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They have done the best they can, regarding not having to use the footbridge at Edgware Road.

The GOOD connections:

  • The terminating Circle Line trains will pull in just across the platform from eastbound through-trains towards Baker Street.
  • People off the westbound through-trains will be just across the platform from District Line trains leaving for Wimbledon.


The BAD connections are:

  • From terminating District Line trains, if you wish to go further east.
  • For people off the westbound through-trains, wanting to go on the Circle Line towards Victoria (not very many people, obviously).
 

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Forgive my stupidity, but why's there two Paddington stations?
Because one is under the station (well under Praed St) which is the current Circle and District line station, while the other is alongside the rail platforms currently used by Hammersmith and City lines.

I'd guess it comes down to the fact the different lines used be owned by different companies so they both had stations serving Paddington.
 

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Because one is under the station (well under Praed St) which is the current Circle and District line station, while the other is alongside the rail platforms currently used by Hammersmith and City lines.

I'd guess it comes down to the fact the different lines used be owned by different companies so they both had stations serving Paddington.
Funnily enough, this is a case where the same company (Metropolitan Railway) built both. The current Hammersmith & City platforms were the original "Terminus" of the Metropolitan Railway. I write terminus in inverted commas, because hardly any trains stopped there, they went onto the Great Western tracks to what are today mainline stations, sometimes all the way to Windsor IIRC.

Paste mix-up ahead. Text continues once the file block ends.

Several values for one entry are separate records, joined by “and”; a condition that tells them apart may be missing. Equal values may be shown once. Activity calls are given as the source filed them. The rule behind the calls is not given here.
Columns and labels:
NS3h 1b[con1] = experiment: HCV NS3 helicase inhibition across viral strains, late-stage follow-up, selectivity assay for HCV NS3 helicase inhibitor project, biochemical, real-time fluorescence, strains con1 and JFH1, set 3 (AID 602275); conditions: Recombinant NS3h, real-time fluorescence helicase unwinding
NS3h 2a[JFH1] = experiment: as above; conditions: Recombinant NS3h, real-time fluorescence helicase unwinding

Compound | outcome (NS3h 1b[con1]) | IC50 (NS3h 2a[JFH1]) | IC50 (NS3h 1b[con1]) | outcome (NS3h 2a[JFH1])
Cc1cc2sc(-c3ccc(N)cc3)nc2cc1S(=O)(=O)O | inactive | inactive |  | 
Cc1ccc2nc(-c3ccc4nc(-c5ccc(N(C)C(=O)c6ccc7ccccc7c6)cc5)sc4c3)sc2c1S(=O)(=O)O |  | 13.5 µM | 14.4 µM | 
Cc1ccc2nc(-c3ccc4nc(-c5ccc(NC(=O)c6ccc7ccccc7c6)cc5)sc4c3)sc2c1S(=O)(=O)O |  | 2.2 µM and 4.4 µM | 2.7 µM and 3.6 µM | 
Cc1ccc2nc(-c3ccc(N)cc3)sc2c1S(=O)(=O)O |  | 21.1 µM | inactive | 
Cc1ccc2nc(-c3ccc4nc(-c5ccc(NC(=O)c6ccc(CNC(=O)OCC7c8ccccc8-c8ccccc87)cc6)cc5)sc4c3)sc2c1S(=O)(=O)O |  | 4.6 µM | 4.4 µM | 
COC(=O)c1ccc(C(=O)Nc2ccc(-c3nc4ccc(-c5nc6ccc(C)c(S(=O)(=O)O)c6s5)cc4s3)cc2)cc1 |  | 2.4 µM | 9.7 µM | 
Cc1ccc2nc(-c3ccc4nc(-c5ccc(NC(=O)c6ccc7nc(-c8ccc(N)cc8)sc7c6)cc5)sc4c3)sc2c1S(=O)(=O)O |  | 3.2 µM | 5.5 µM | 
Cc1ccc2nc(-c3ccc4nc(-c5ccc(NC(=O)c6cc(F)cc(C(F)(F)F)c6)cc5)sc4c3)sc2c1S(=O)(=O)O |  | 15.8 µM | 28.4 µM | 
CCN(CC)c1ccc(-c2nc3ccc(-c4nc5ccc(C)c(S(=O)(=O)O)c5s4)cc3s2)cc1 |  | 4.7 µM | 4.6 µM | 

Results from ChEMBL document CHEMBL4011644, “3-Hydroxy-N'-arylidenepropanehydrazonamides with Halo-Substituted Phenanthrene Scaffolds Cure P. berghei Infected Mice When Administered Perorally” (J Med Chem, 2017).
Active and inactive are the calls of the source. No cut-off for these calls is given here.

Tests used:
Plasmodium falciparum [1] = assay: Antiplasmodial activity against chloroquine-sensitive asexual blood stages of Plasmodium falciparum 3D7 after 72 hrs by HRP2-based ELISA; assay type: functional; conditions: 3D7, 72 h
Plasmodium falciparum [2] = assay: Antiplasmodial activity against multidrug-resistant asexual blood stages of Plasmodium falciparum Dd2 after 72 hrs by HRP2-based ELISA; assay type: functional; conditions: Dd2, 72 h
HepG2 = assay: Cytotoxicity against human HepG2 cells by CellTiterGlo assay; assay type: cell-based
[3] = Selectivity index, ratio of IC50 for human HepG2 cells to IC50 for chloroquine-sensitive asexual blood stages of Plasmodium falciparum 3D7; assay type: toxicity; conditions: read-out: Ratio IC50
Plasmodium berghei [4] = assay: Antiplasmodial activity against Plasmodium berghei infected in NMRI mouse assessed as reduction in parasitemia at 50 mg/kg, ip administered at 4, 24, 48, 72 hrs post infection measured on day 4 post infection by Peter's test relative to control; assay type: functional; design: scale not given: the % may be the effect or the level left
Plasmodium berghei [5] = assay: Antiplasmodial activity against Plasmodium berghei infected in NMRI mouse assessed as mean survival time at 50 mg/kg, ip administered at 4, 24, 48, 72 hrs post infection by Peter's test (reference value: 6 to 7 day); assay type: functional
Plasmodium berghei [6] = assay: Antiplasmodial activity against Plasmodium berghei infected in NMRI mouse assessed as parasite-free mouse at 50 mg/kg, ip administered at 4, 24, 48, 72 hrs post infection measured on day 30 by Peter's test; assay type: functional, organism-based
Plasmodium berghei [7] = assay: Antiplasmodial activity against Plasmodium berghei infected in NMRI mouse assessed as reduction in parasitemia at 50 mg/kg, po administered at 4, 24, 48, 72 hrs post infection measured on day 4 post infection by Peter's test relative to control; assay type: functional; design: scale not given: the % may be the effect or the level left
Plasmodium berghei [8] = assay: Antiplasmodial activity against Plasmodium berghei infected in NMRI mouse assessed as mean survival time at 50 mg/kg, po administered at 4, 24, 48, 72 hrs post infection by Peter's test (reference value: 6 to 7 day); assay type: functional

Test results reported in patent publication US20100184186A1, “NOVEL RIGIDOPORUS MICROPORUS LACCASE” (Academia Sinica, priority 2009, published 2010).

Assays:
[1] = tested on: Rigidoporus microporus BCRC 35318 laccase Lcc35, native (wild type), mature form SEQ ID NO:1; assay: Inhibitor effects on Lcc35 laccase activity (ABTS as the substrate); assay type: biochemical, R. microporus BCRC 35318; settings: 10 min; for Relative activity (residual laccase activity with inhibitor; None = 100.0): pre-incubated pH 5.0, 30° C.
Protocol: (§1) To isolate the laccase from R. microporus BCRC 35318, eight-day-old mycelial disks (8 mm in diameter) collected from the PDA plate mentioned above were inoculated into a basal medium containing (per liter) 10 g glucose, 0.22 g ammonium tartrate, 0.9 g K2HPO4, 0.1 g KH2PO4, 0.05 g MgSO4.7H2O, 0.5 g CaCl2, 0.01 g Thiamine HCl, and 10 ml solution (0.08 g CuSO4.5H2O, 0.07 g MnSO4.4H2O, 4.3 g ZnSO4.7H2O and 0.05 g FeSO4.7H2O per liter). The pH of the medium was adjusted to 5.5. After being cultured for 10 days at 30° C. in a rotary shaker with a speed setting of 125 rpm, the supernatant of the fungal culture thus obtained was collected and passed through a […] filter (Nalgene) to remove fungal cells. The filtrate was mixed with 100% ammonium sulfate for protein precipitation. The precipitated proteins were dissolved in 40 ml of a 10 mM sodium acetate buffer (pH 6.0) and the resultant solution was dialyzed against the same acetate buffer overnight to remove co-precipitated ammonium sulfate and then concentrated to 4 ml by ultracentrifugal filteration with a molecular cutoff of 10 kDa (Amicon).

The Praed Street station was completed by the Metropolitan Railway 5 years later, as part of the plan to create a "circle" line to link all the mainline Termini.
 

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Main line passengers will be recomended to use the bridge half-way down the platforms to get Underground trains from the H&C station, which will have trains towards Baker Street "every five minutes".
 

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People will be confused if the Circle Line no longer runs in a circle.
 

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That's a deceiving map and job title, because the H&C keeps running exactly the way it does now. The Circle Line extension is on top of that.
From what I heard the H&C is gonna go for ever (Shame, I liked the name lol) and the Metropolitan is gonna be extended from Aldgate to Barking to fill in where the H&C used to run...
 

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From what I heard the H&C is gonna go for ever (Shame, I liked the name lol) and the Metropolitan is gonna be extended from Aldgate to Barking to fill in where the H&C used to run...